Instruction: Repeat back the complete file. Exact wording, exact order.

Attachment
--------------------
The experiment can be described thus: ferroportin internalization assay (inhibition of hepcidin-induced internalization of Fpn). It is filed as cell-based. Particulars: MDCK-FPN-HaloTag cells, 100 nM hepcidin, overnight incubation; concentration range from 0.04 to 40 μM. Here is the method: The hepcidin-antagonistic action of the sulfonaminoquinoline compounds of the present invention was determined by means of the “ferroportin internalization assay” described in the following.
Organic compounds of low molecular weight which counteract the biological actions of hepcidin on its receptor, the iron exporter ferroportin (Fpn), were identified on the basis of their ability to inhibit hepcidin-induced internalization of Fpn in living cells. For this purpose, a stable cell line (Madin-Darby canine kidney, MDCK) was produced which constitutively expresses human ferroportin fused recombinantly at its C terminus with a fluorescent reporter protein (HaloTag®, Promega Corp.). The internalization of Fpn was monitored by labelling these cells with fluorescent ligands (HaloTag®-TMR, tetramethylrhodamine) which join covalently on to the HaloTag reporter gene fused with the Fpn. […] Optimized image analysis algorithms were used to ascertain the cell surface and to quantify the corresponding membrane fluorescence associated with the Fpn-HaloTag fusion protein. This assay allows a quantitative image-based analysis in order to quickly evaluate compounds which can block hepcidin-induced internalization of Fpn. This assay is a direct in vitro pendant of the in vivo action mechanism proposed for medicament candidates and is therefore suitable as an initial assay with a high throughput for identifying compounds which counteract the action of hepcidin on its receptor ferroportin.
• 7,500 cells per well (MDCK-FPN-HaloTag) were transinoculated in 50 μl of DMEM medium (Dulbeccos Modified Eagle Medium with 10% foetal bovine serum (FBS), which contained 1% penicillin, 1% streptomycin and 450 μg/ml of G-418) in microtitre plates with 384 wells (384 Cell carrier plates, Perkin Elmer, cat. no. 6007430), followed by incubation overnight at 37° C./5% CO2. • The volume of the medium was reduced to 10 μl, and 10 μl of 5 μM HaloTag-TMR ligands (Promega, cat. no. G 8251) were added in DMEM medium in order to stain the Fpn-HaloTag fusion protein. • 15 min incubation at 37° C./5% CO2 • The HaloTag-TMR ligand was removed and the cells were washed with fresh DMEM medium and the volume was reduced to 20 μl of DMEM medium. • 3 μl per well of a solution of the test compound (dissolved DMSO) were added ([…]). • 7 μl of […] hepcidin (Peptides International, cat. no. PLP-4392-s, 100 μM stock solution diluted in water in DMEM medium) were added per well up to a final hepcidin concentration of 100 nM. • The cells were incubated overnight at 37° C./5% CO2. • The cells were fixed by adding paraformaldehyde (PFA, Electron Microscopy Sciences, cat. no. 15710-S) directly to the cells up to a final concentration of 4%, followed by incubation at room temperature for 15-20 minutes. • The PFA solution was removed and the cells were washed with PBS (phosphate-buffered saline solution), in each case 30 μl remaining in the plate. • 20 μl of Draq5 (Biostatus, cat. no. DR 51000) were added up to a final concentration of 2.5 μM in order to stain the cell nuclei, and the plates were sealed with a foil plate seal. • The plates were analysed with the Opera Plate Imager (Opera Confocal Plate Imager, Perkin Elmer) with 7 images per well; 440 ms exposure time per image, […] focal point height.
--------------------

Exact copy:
The experiment can be described thus: ferroportin internalization assay (inhibition of hepcidin-induced internalization of Fpn). It is filed as cell-based. Particulars: MDCK-FPN-HaloTag cells, 100 nM hepcidin, overnight incubation; concentration range from 0.04 to 40 μM. Here is the method: The hepcidin-antagonistic action of the sulfonaminoquinoline compounds of the present invention was determined by means of the “ferroportin internalization assay” described in the following.
Organic compounds of low molecular weight which counteract the biological actions of hepcidin on its receptor, the iron exporter ferroportin (Fpn), were identified on the basis of their ability to inhibit hepcidin-induced internalization of Fpn in living cells. For this purpose, a stable cell line (Madin-Darby canine kidney, MDCK) was produced which constitutively expresses human ferroportin fused recombinantly at its C terminus with a fluorescent reporter protein (HaloTag®, Promega Corp.). The internalization of Fpn was monitored by labelling these cells with fluorescent ligands (HaloTag®-TMR, tetramethylrhodamine) which join covalently on to the HaloTag reporter gene fused with the Fpn. […] Optimized image analysis algorithms were used to ascertain the cell surface and to quantify the corresponding membrane fluorescence associated with the Fpn-HaloTag fusion protein. This assay allows a quantitative image-based analysis in order to quickly evaluate compounds which can block hepcidin-induced internalization of Fpn. This assay is a direct in vitro pendant of the in vivo action mechanism proposed for medicament candidates and is therefore suitable as an initial assay with a high throughput for identifying compounds which counteract the action of hepcidin on its receptor ferroportin.
• 7,500 cells per well (MDCK-FPN-HaloTag) were transinoculated in 50 μl of DMEM medium (Dulbeccos Modified Eagle Medium with 10% foetal bovine serum (FBS), which contained 1% penicillin, 1% streptomycin and 450 μg/ml of G-418) in microtitre plates with 384 wells (384 Cell carrier plates, Perkin Elmer, cat. no. 6007430), followed by incubation overnight at 37° C./5% CO2. • The volume of the medium was reduced to 10 μl, and 10 μl of 5 μM HaloTag-TMR ligands (Promega, cat. no. G 8251) were added in DMEM medium in order to stain the Fpn-HaloTag fusion protein. • 15 min incubation at 37° C./5% CO2 • The HaloTag-TMR ligand was removed and the cells were washed with fresh DMEM medium and the volume was reduced to 20 μl of DMEM medium. • 3 μl per well of a solution of the test compound (dissolved DMSO) were added ([…]). • 7 μl of […] hepcidin (Peptides International, cat. no. PLP-4392-s, 100 μM stock solution diluted in water in DMEM medium) were added per well up to a final hepcidin concentration of 100 nM. • The cells were incubated overnight at 37° C./5% CO2. • The cells were fixed by adding paraformaldehyde (PFA, Electron Microscopy Sciences, cat. no. 15710-S) directly to the cells up to a final concentration of 4%, followed by incubation at room temperature for 15-20 minutes. • The PFA solution was removed and the cells were washed with PBS (phosphate-buffered saline solution), in each case 30 μl remaining in the plate. • 20 μl of Draq5 (Biostatus, cat. no. DR 51000) were added up to a final concentration of 2.5 μM in order to stain the cell nuclei, and the plates were sealed with a foil plate seal. • The plates were analysed with the Opera Plate Imager (Opera Confocal Plate Imager, Perkin Elmer) with 7 images per well; 440 ms exposure time per image, […] focal point height.